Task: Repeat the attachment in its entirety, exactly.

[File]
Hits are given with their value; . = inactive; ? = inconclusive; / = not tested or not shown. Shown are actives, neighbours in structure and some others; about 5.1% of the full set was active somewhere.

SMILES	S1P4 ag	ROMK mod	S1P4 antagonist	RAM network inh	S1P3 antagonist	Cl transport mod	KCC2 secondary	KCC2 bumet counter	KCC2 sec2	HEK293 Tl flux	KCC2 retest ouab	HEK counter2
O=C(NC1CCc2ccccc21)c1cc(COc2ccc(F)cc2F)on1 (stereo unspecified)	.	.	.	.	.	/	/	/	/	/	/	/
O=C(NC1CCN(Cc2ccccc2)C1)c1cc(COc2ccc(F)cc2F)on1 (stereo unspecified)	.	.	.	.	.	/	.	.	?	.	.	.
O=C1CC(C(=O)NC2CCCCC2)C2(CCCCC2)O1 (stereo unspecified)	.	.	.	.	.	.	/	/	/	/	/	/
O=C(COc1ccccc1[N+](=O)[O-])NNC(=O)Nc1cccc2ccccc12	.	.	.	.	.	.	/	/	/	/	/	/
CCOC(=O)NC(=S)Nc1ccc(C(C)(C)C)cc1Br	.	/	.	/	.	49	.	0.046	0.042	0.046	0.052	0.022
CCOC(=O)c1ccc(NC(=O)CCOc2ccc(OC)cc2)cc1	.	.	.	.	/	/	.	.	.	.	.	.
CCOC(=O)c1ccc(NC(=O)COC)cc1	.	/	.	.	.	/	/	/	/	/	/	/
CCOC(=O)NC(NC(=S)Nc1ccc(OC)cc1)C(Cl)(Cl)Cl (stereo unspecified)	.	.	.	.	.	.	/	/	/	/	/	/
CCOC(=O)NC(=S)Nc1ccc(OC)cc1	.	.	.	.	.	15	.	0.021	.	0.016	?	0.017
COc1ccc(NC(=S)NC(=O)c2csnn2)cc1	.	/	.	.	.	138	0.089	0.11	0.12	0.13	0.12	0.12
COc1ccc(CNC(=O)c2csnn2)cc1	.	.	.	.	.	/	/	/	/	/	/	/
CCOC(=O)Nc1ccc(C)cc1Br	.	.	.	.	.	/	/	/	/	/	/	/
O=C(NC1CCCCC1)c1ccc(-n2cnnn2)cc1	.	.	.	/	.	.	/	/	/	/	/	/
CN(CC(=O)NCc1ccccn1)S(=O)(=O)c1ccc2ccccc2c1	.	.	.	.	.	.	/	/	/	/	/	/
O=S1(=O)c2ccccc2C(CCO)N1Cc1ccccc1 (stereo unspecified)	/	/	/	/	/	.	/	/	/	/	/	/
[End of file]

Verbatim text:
Hits are given with their value; . = inactive; ? = inconclusive; / = not tested or not shown. Shown are actives, neighbours in structure and some others; about 5.1% of the full set was active somewhere.

SMILES	S1P4 ag	ROMK mod	S1P4 antagonist	RAM network inh	S1P3 antagonist	Cl transport mod	KCC2 secondary	KCC2 bumet counter	KCC2 sec2	HEK293 Tl flux	KCC2 retest ouab	HEK counter2
O=C(NC1CCc2ccccc21)c1cc(COc2ccc(F)cc2F)on1 (stereo unspecified)	.	.	.	.	.	/	/	/	/	/	/	/
O=C(NC1CCN(Cc2ccccc2)C1)c1cc(COc2ccc(F)cc2F)on1 (stereo unspecified)	.	.	.	.	.	/	.	.	?	.	.	.
O=C1CC(C(=O)NC2CCCCC2)C2(CCCCC2)O1 (stereo unspecified)	.	.	.	.	.	.	/	/	/	/	/	/
O=C(COc1ccccc1[N+](=O)[O-])NNC(=O)Nc1cccc2ccccc12	.	.	.	.	.	.	/	/	/	/	/	/
CCOC(=O)NC(=S)Nc1ccc(C(C)(C)C)cc1Br	.	/	.	/	.	49	.	0.046	0.042	0.046	0.052	0.022
CCOC(=O)c1ccc(NC(=O)CCOc2ccc(OC)cc2)cc1	.	.	.	.	/	/	.	.	.	.	.	.
CCOC(=O)c1ccc(NC(=O)COC)cc1	.	/	.	.	.	/	/	/	/	/	/	/
CCOC(=O)NC(NC(=S)Nc1ccc(OC)cc1)C(Cl)(Cl)Cl (stereo unspecified)	.	.	.	.	.	.	/	/	/	/	/	/
CCOC(=O)NC(=S)Nc1ccc(OC)cc1	.	.	.	.	.	15	.	0.021	.	0.016	?	0.017
COc1ccc(NC(=S)NC(=O)c2csnn2)cc1	.	/	.	.	.	138	0.089	0.11	0.12	0.13	0.12	0.12
COc1ccc(CNC(=O)c2csnn2)cc1	.	.	.	.	.	/	/	/	/	/	/	/
CCOC(=O)Nc1ccc(C)cc1Br	.	.	.	.	.	/	/	/	/	/	/	/
O=C(NC1CCCCC1)c1ccc(-n2cnnn2)cc1	.	.	.	/	.	.	/	/	/	/	/	/
CN(CC(=O)NCc1ccccn1)S(=O)(=O)c1ccc2ccccc2c1	.	.	.	.	.	.	/	/	/	/	/	/
O=S1(=O)c2ccccc2C(CCO)N1Cc1ccccc1 (stereo unspecified)	/	/	/	/	/	.	/	/	/	/	/	/